The Morality of Private War: The Ethics of Using Private Military & Security Companies

The Morality of Private War: The Ethics of Using Private Military & Security Companies

In late June, PaCCS Communications Officer Kate McNeil sat down with the University of Manchester’s Professor James Pattison. Professor Pattison’s work focuses on ethical questions in international politics. From 2010-2012, he explored The Morality of Private War in a monograph which was funded by the ESRC. This project was accredited as part of the Global Uncertainties Program’s conflict theme.

This conversation has been edited and condensed for clarity and concision.

Kate McNeil: Thank you so much for taking the time to speak today. Would you mind getting started by telling me a bit about your background as a researcher, and how you ended up working on the morality of private war?

Professor James Pattison: My background is in political theory and international relations, and I focus on ethical questions around conflicts. Some normative work is highly abstract, but mine is not – I instead ground my work in empirical reality. So, I try to grapple with real world problems and to offer practical solutions.

Earlier in my career, I explored the ethics of humanitarian intervention and the responsibility to protect. I was interested in alternatives to military intervention, such as economic sanctions, diplomacy, non-violent resistance and so on; as well as questions of who should intervene. While exploring the ethics of who should intervene, one of the options that I came across was the use of private military security companies (PMSCs). At that time, there was a huge expansion in the use of PMSCs by the United States and the United Kingdom as they waged wars in Iraq and Afghanistan. I thought that the use of these actors in humanitarian intervention was likely to pose a whole host of complex ethical issues.

What did this work entail?

My work is primarily desk-based and theoretical. As part of this project, I explored existing theories of privatization, thought through the ethical issues by drawing on philosophical literature and just war theory, and spoke informally to a lot of people who were involved in the industry.

My work resulted in a book, The Morality of Private War: The Challenge of Private Military and Security Companies which develops two new normative frameworks. I sent this book to a lot of practitioners in the field, alongside a policy brief. My work is not the sort which tends to immediately translate into policy impact, but I think it’s like what Roland Paris, a Canadian academic and International Relations scholar has said – normative work can help policymakers to order their thinking. So hopefully my book will help order and systematize the ways in which people think about the issues involved in the use of PMSCs.

What were some of your findings?

Some of the previous literature on PMSCs had suggested that their use is not really an issue so long as you sort out the regulation and oversight. However, my key finding was that it is almost always morally problematic to use PMSCs. There are a whole host of deeper ethical issues which arise from their use, even if there was adequate regulation and adequate oversight. For example, private contractors are motivated by financial gain, and select the wars in which they fight which raises issues of democratic control. The use of these private companies also allows governments to circumvent the democratic constraints – such as parliamentary debates – usually used to decide whether to send troops into war. This means that PMSCs can be used to start covert wars or expand participation in a conflict without public debate. PMSCs are also more likely to be reviewed as mercenaries, which decreases their perceived legitimacy among local populations in the context of intervention.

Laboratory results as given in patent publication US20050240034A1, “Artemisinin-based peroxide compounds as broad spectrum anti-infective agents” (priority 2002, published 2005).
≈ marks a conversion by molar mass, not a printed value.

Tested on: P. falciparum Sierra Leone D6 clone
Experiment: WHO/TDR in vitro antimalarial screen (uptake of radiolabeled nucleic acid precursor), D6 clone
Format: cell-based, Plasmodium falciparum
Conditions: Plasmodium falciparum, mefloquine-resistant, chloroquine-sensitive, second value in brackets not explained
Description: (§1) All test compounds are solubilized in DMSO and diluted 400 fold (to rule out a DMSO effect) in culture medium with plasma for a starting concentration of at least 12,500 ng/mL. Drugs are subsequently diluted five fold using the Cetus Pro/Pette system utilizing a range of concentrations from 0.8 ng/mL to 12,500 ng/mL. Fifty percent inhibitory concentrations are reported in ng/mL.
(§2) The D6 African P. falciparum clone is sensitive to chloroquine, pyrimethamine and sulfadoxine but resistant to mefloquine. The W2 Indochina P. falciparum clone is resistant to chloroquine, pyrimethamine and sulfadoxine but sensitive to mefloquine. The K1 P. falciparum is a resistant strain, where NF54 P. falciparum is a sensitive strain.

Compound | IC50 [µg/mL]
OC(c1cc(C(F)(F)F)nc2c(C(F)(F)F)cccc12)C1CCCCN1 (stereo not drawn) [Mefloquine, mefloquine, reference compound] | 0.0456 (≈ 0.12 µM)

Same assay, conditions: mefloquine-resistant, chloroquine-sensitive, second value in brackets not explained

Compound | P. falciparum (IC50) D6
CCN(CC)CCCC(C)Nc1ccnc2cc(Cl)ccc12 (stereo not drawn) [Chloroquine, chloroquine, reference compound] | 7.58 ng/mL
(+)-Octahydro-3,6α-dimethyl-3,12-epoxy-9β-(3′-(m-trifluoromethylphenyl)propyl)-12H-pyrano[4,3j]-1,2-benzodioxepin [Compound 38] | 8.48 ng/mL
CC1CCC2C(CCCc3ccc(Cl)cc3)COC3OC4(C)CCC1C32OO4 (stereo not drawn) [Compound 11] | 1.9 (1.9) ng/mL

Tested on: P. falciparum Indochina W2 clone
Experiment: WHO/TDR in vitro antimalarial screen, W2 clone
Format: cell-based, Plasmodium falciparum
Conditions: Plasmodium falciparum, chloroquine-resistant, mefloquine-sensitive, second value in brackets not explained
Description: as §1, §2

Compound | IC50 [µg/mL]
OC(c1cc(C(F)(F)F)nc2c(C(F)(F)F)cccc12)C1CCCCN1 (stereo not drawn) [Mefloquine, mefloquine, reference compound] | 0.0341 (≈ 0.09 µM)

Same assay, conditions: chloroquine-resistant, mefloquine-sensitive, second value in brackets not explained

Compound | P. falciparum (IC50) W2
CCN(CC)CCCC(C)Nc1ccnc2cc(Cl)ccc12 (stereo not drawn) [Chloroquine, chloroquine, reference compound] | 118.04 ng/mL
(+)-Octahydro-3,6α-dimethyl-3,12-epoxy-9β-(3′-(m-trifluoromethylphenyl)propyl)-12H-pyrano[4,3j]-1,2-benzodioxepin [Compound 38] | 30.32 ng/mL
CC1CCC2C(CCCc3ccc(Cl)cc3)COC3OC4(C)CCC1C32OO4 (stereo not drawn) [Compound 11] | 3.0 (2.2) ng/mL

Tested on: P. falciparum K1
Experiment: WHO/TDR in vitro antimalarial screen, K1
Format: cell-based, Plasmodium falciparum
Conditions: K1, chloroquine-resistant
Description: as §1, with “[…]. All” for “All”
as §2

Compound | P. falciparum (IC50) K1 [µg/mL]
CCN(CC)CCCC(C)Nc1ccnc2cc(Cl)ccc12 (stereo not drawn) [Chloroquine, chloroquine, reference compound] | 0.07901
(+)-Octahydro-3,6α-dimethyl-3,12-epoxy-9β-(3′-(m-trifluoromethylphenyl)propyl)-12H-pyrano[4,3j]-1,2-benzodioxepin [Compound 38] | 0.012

That is not to say that it is completely impermissible to use PMSCs, it is just that the circumstances where you might want to use them are rare. For example, you might be able to use them in the background to assist a UN peacekeeping mission.

How has the private military security industry changed in the years since your project ended?

The industry has changed substantially. The main thing that happened was that the US pulled out of Iraq and Afghanistan, where it had used thousands of private contractors. That has resulted in big shifts, and the scale of contractors’ operations is now far smaller. Quite a few of the contractors that were in Iraq and Afghanistan went on to work on anti-piracy operations. More recently they have been used by Russia, which has attracted some attention in Syria and in Sub-Saharan Africa.

As the security world has gone online, private military security companies have also begun to get into cybersecurity. I’ve recently published a paper which explores this new trend, examining whether it is ethical to use private firms to engage in cybersecurity operations.

What are you working on now?

I am about to start work on a project examining how states should prioritize their foreign policy agendas. There are a lot of normatively valuable goals that states want to tackle, including atrocities, terrorism, and poverty, but they cannot do everything – particularly in the context of austerity and budgetary cuts. So, when you cannot do everything, which things should be prioritized?

Photo Credit: puuikibeach ‘292/365 The 365 Toys Project: Army Guy’ on Flickr